I'm very proud of the fact that I've never had a cavity. Despite the fact that I never floss, my teeth are in pretty good condition. I went to see a dentist back in March for the first time in four years, and the hygienist told me, not knowing that it had been four years, "You could probably come in for a cleaning only once a year, instead of every six months."
The dentist recommended that I have my wisdom teeth taken out. None of them are "grown in," they're all still hiding under the gums, but he thought they could be doing some damage. One of them was sideways, you see. I procrastinated for a month or two, not wanting to get surgery, but finally called the oral surgeon to schedule a consult. At the same time, my friend Sara had also been to see a dentist for the first time in years, and had her wisdom teeth removed (she had a cavity in one wisdom tooth and the molar near it). Her experience was pretty good, and so was Emily's a few months ago. Becky also had no problems with her extraction, but Jody got a bad infection, and Rania had nerve damage for six months. "Sign me up!" I thought to myself. Anyway, I went for a consultation with the surgeon, and he took a panoramic x-ray that showed that the two bottom wisdom teeth were sitting near nerves. The sideways one was pushing against the molar, crowding the whole row of teeth (and I thought the bottom row was all messed up cuz I didn't wear my retainer). He didn't know where three of the wisdom teeth were located in relation to the "second" molars (the ones at the back), and he wanted to know for sure where they were before he went in and started slicing things open. So he recommended a CT scan.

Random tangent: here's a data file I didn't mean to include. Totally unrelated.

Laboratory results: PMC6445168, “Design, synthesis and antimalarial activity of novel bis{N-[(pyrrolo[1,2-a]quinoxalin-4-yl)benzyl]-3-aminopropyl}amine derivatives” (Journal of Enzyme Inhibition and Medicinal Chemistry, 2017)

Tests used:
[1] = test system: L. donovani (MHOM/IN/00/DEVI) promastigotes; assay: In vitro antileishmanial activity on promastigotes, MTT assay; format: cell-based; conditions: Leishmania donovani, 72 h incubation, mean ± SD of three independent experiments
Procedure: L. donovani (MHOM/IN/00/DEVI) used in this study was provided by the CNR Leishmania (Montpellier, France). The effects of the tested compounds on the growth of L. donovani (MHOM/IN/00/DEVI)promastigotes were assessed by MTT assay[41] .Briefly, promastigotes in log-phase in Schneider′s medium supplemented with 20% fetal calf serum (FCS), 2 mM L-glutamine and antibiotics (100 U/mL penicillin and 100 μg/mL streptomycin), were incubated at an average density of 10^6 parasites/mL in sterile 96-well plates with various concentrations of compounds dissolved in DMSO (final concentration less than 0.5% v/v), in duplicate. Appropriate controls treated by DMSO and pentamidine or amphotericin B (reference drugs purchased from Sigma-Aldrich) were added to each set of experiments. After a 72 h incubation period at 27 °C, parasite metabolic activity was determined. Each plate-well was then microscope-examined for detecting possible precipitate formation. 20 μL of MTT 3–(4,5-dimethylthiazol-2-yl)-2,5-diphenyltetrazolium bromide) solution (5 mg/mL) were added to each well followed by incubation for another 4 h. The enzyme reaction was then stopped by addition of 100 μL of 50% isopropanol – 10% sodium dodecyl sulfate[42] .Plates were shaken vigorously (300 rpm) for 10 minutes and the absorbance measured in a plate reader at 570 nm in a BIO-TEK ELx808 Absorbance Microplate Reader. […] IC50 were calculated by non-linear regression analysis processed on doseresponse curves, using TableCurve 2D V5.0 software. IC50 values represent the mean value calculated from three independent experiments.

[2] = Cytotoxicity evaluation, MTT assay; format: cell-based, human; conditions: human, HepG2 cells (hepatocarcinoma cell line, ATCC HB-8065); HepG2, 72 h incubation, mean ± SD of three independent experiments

That's right, my teeth were so f*@$ed up they required a CT scan. But it gets better. He called me today with the results. The two bottom teeth are sitting very close to nerves. One of them is actually "straddling" the nerve. If I have the tooth removed, the nerve may be exposed in the open hole that's left behind, and I may "feel numbness in my lip for a while." When Rania had nerve damage, it wasn't "numbness," it was PAIN. But the two top wisdom teeth are even better: they're sitting directly above the molars, and the molars are very clearly deteriorating. He said I have three options: 1) Do nothing until the molars fall apart completely and start hurting (could be 15 years down the road), then have both molars and wisdom teeth removed; 2) Have the molars removed and hope that the wisdom teeth slide down to replace them (perfect scenario); if the wisdom teeth don't slide down, they'll have to be removed later (at extra cost, of course); 3) Have everything removed now. Here's the best part: he didn't know how best to advise me. He said, if I was his own kid, he'd say don't do anything about the top teeth. But if I was his kid, I'd have access to an oral surgeon at a moment's notice, and I probably wouldn't have to shell out a ton of cash a) for the extraction of the bottom teeth, and later b) for the extraction of the molars/wisdom teeth when they disintegrate into a festering, oozing infection.
This is, of course, all very inexpensive and should be no problem for a 26-year-old who's living paycheck to paycheck. I mean, who doesn't have a few thousand dollars stashed away in a shoe box?
Does God think my body is some sort of experimentation ground? "What would happen if I took asthma, non-specific allergies, narcolepsy that doesn't respond to treatment, sleep apnea that doesn't respond to treatment, small nasal passages, a small jaw and throat, crooked teeth, really bad eyesight, and screwed up wisdom teeth, and put them all in one person?" Me, that's what. But even saying that, I know I should thank my lucky stars I don't have anything worse. I mean, at least I've never had a cavity, right? *crosses fingers and knocks on wood*